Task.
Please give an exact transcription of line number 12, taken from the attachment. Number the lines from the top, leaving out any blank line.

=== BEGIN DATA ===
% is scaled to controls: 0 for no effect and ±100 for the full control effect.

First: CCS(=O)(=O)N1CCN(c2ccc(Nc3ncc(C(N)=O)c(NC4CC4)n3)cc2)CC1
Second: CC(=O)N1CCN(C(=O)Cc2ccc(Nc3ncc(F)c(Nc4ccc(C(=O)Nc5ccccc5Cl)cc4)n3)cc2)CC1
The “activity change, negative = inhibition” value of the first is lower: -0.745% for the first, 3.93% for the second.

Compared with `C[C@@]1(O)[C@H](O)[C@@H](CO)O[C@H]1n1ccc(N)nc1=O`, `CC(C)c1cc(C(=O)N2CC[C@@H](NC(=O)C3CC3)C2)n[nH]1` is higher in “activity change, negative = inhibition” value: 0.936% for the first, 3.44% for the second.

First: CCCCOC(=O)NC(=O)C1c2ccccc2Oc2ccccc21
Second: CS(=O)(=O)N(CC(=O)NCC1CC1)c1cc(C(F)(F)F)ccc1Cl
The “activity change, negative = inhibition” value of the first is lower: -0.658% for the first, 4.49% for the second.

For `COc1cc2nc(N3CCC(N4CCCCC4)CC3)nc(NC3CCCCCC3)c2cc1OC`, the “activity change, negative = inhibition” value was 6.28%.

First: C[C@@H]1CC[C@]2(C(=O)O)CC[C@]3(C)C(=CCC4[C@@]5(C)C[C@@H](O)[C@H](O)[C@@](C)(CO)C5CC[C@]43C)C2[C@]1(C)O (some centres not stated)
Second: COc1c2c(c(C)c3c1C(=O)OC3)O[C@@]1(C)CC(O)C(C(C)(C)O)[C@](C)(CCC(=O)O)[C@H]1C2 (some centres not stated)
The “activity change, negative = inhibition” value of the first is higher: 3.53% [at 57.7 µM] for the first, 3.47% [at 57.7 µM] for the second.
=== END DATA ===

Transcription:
The “activity change, negative = inhibition” value of the first is higher: 3.53% [at 57.7 µM] for the first, 3.47% [at 57.7 µM] for the second.